Compare any two graphics cards:
GeForce GTX 650 vs Radeon HD 6850
IntroThe GeForce GTX 650 makes use of a 28 nm design. nVidia has clocked the core speed at 1058 MHz. The GDDR5 memory works at a speed of 1250 MHz on this particular model. It features 384 SPUs as well as 32 TAUs and 16 Rasterization Operator Units.
Compare all of that to the Radeon HD 6850, which features core speeds of 775 MHz on the GPU, and 1000 MHz on the 1024 MB of GDDR5 memory. It features 960 SPUs along with 48 Texture Address Units and 32 ROPs.
(No game benchmarks for this combination yet.)
Power Usage and Theoretical Benchmarks
Power Consumption (Max TDP)
Theoretically speaking, the Radeon HD 6850 should perform a lot faster than the GeForce GTX 650 overall. (explain)
Texel RateThe Radeon HD 6850 will be a small bit (approximately 10%) faster with regards to texture filtering than the GeForce GTX 650. (explain)
Pixel RateIf running with a high screen resolution is important to you, then the Radeon HD 6850 is a better choice, by far. (explain)
Please note that the above 'benchmarks' are all just theoretical - the results were calculated based on the card's specifications, and real-world performance may (and probably will) vary at least a bit.
Please note that the price comparisons are based on search keywords - sometimes it might show cards with very similar names that are not exactly the same as the one chosen in the comparison. We do try to filter out the wrong results as best we can, though.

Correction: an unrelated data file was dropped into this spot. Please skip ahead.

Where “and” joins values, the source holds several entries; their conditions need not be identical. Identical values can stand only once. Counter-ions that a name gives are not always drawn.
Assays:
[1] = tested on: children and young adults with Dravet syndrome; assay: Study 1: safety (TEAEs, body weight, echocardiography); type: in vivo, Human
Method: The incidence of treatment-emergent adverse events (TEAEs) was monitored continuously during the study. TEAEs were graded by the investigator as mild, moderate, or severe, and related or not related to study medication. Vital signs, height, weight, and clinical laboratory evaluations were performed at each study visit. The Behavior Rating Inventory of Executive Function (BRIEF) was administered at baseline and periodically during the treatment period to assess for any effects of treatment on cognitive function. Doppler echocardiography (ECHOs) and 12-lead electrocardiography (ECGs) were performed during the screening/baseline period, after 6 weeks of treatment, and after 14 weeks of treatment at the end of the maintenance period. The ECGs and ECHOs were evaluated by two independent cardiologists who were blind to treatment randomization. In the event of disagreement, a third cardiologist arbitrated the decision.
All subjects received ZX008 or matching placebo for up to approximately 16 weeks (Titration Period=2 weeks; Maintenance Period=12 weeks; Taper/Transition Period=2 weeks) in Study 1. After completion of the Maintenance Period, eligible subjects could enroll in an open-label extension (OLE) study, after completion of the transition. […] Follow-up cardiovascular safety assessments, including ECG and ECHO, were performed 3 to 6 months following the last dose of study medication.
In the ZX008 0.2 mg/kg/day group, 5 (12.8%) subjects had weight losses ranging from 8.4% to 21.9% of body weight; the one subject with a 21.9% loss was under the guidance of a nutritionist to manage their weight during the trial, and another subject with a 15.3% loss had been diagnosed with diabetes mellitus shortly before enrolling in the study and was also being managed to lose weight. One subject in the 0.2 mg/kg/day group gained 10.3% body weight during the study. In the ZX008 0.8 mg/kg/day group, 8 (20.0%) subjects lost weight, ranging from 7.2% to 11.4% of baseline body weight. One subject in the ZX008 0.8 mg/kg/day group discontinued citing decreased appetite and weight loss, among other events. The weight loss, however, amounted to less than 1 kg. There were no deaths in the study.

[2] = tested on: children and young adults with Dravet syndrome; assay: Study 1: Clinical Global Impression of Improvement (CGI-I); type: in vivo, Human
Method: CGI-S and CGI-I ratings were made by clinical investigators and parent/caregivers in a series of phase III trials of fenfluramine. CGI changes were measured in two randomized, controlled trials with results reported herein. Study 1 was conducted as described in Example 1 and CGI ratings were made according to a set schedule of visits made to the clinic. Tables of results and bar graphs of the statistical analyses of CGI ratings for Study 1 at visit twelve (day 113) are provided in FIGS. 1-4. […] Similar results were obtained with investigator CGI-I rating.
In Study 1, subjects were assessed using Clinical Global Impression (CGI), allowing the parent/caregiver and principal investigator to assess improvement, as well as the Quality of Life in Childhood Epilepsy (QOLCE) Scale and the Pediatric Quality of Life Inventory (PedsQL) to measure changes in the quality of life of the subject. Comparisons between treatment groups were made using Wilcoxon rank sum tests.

Memory Bandwidth: Bandwidth is the maximum amount of information (counted in megabytes per second) that can be transported past the external memory interface in one second. It's worked out by multiplying the interface width by the speed of its memory. If the card has DDR type RAM, the result should be multiplied by 2 once again. If DDR5, multiply by ANOTHER 2x. The better the memory bandwidth, the faster the card will be in general. It especially helps with AA, High Dynamic Range and higher screen resolutions.
Texel Rate: Texel rate is the maximum amount of texture map elements (texels) that are processed in one second. This is worked out by multiplying the total texture units of the card by the core clock speed of the chip. The higher the texel rate, the better the graphics card will be at texture filtering (anisotropic filtering - AF). It is measured in millions of texels processed per second.
Pixel Rate: Pixel rate is the maximum number of pixels the video card could possibly record to the local memory in a second - measured in millions of pixels per second. Pixel rate is calculated by multiplying the amount of Raster Operations Pipelines by the clock speed of the card. ROPs (Raster Operations Pipelines - also sometimes called Render Output Units) are responsible for drawing the pixels (image) on the screen. The actual pixel output rate is also dependant on lots of other factors, most notably the memory bandwidth of the card - the lower the bandwidth is, the lower the ability to reach the maximum fill rate.